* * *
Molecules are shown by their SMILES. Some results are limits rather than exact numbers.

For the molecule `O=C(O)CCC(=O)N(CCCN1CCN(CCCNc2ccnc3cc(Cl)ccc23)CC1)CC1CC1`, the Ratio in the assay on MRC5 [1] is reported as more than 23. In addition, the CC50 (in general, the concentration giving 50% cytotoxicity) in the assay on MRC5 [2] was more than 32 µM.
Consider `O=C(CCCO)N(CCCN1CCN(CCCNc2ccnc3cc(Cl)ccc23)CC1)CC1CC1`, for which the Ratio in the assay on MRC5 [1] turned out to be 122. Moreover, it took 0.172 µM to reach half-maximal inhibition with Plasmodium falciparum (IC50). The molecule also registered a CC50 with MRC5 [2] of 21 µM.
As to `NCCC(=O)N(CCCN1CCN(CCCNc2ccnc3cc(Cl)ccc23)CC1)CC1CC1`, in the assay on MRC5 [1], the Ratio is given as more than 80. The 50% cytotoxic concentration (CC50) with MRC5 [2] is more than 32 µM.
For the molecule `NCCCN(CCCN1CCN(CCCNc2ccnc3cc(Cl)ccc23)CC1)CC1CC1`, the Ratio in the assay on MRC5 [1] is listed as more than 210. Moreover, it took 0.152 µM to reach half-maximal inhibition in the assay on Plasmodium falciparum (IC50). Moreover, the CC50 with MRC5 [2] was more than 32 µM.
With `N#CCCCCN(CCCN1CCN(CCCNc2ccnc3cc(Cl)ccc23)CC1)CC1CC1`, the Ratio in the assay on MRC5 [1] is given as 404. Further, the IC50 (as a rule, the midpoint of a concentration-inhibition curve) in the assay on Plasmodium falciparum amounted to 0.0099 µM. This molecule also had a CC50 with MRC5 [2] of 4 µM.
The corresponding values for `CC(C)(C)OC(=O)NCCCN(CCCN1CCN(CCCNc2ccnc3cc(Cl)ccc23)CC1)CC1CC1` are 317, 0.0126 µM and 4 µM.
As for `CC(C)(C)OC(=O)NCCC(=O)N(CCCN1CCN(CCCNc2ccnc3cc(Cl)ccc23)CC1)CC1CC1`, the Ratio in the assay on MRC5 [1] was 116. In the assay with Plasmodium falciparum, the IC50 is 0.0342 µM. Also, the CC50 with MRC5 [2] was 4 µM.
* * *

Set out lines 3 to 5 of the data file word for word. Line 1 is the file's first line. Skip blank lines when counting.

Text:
Consider `O=C(CCCO)N(CCCN1CCN(CCCNc2ccnc3cc(Cl)ccc23)CC1)CC1CC1`, for which the Ratio in the assay on MRC5 [1] turned out to be 122. Moreover, it took 0.172 µM to reach half-maximal inhibition with Plasmodium falciparum (IC50). The molecule also registered a CC50 with MRC5 [2] of 21 µM.
As to `NCCC(=O)N(CCCN1CCN(CCCNc2ccnc3cc(Cl)ccc23)CC1)CC1CC1`, in the assay on MRC5 [1], the Ratio is given as more than 80. The 50% cytotoxic concentration (CC50) with MRC5 [2] is more than 32 µM.
For the molecule `NCCCN(CCCN1CCN(CCCNc2ccnc3cc(Cl)ccc23)CC1)CC1CC1`, the Ratio in the assay on MRC5 [1] is listed as more than 210. Moreover, it took 0.152 µM to reach half-maximal inhibition in the assay on Plasmodium falciparum (IC50). Moreover, the CC50 with MRC5 [2] was more than 32 µM.